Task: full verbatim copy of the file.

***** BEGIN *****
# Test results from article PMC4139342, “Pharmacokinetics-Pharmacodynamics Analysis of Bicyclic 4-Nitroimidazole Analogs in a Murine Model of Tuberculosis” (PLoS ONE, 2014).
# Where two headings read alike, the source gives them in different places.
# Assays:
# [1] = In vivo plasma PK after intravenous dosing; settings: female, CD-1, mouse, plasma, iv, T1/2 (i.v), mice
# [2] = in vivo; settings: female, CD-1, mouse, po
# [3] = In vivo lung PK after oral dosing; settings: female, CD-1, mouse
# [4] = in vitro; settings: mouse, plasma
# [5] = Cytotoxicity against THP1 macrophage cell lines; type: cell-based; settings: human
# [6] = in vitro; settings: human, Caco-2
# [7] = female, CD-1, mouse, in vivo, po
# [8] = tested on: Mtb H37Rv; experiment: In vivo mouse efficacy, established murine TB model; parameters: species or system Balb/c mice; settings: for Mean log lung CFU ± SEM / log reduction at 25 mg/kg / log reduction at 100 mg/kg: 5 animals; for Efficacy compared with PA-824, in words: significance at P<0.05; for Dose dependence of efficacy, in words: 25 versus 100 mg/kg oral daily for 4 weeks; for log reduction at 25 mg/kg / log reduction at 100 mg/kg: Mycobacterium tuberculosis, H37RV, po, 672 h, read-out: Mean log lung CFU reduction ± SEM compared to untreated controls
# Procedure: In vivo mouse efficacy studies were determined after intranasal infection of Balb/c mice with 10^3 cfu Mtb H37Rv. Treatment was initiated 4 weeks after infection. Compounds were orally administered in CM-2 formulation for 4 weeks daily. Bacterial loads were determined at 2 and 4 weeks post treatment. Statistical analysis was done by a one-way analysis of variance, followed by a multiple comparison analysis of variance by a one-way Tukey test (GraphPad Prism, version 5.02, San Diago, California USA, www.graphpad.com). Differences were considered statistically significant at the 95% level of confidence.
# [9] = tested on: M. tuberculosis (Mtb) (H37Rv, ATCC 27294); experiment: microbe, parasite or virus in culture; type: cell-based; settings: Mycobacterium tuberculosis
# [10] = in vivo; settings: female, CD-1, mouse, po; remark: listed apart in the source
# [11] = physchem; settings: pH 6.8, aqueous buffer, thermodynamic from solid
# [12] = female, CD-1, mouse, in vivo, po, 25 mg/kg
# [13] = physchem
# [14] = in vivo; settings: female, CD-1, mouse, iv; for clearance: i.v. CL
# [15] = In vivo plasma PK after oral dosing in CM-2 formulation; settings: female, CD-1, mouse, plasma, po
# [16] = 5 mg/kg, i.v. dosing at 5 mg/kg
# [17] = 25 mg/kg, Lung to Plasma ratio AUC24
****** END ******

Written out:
# Test results from article PMC4139342, “Pharmacokinetics-Pharmacodynamics Analysis of Bicyclic 4-Nitroimidazole Analogs in a Murine Model of Tuberculosis” (PLoS ONE, 2014).
# Where two headings read alike, the source gives them in different places.
# Assays:
# [1] = In vivo plasma PK after intravenous dosing; settings: female, CD-1, mouse, plasma, iv, T1/2 (i.v), mice
# [2] = in vivo; settings: female, CD-1, mouse, po
# [3] = In vivo lung PK after oral dosing; settings: female, CD-1, mouse
# [4] = in vitro; settings: mouse, plasma
# [5] = Cytotoxicity against THP1 macrophage cell lines; type: cell-based; settings: human
# [6] = in vitro; settings: human, Caco-2
# [7] = female, CD-1, mouse, in vivo, po
# [8] = tested on: Mtb H37Rv; experiment: In vivo mouse efficacy, established murine TB model; parameters: species or system Balb/c mice; settings: for Mean log lung CFU ± SEM / log reduction at 25 mg/kg / log reduction at 100 mg/kg: 5 animals; for Efficacy compared with PA-824, in words: significance at P<0.05; for Dose dependence of efficacy, in words: 25 versus 100 mg/kg oral daily for 4 weeks; for log reduction at 25 mg/kg / log reduction at 100 mg/kg: Mycobacterium tuberculosis, H37RV, po, 672 h, read-out: Mean log lung CFU reduction ± SEM compared to untreated controls
# Procedure: In vivo mouse efficacy studies were determined after intranasal infection of Balb/c mice with 10^3 cfu Mtb H37Rv. Treatment was initiated 4 weeks after infection. Compounds were orally administered in CM-2 formulation for 4 weeks daily. Bacterial loads were determined at 2 and 4 weeks post treatment. Statistical analysis was done by a one-way analysis of variance, followed by a multiple comparison analysis of variance by a one-way Tukey test (GraphPad Prism, version 5.02, San Diago, California USA, www.graphpad.com). Differences were considered statistically significant at the 95% level of confidence.
# [9] = tested on: M. tuberculosis (Mtb) (H37Rv, ATCC 27294); experiment: microbe, parasite or virus in culture; type: cell-based; settings: Mycobacterium tuberculosis
# [10] = in vivo; settings: female, CD-1, mouse, po; remark: listed apart in the source
# [11] = physchem; settings: pH 6.8, aqueous buffer, thermodynamic from solid
# [12] = female, CD-1, mouse, in vivo, po, 25 mg/kg
# [13] = physchem
# [14] = in vivo; settings: female, CD-1, mouse, iv; for clearance: i.v. CL
# [15] = In vivo plasma PK after oral dosing in CM-2 formulation; settings: female, CD-1, mouse, plasma, po
# [16] = 5 mg/kg, i.v. dosing at 5 mg/kg
# [17] = 25 mg/kg, Lung to Plasma ratio AUC24